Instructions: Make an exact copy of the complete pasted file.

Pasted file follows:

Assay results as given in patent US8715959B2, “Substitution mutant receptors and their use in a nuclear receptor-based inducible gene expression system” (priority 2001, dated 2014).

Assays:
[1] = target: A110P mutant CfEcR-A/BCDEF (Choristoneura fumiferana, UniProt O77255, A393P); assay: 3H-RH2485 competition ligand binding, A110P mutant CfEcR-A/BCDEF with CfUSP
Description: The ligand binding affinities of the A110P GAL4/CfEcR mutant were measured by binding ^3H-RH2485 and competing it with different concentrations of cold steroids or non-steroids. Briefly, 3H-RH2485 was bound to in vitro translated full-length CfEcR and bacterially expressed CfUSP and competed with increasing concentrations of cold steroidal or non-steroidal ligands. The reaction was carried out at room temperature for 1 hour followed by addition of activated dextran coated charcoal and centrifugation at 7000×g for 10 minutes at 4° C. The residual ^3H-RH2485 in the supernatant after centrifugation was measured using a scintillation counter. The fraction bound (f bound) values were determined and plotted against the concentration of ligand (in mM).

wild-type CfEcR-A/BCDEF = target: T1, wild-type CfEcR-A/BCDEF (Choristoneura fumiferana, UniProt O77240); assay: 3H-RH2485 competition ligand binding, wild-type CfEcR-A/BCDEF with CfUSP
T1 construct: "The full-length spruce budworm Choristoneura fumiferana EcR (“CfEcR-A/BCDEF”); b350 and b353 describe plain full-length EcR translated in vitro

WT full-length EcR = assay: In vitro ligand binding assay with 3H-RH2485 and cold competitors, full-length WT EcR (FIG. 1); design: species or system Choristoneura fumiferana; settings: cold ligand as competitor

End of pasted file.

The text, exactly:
Assay results as given in patent US8715959B2, “Substitution mutant receptors and their use in a nuclear receptor-based inducible gene expression system” (priority 2001, dated 2014).

Assays:
[1] = target: A110P mutant CfEcR-A/BCDEF (Choristoneura fumiferana, UniProt O77255, A393P); assay: 3H-RH2485 competition ligand binding, A110P mutant CfEcR-A/BCDEF with CfUSP
Description: The ligand binding affinities of the A110P GAL4/CfEcR mutant were measured by binding ^3H-RH2485 and competing it with different concentrations of cold steroids or non-steroids. Briefly, 3H-RH2485 was bound to in vitro translated full-length CfEcR and bacterially expressed CfUSP and competed with increasing concentrations of cold steroidal or non-steroidal ligands. The reaction was carried out at room temperature for 1 hour followed by addition of activated dextran coated charcoal and centrifugation at 7000×g for 10 minutes at 4° C. The residual ^3H-RH2485 in the supernatant after centrifugation was measured using a scintillation counter. The fraction bound (f bound) values were determined and plotted against the concentration of ligand (in mM).

wild-type CfEcR-A/BCDEF = target: T1, wild-type CfEcR-A/BCDEF (Choristoneura fumiferana, UniProt O77240); assay: 3H-RH2485 competition ligand binding, wild-type CfEcR-A/BCDEF with CfUSP
T1 construct: "The full-length spruce budworm Choristoneura fumiferana EcR (“CfEcR-A/BCDEF”); b350 and b353 describe plain full-length EcR translated in vitro

WT full-length EcR = assay: In vitro ligand binding assay with 3H-RH2485 and cold competitors, full-length WT EcR (FIG. 1); design: species or system Choristoneura fumiferana; settings: cold ligand as competitor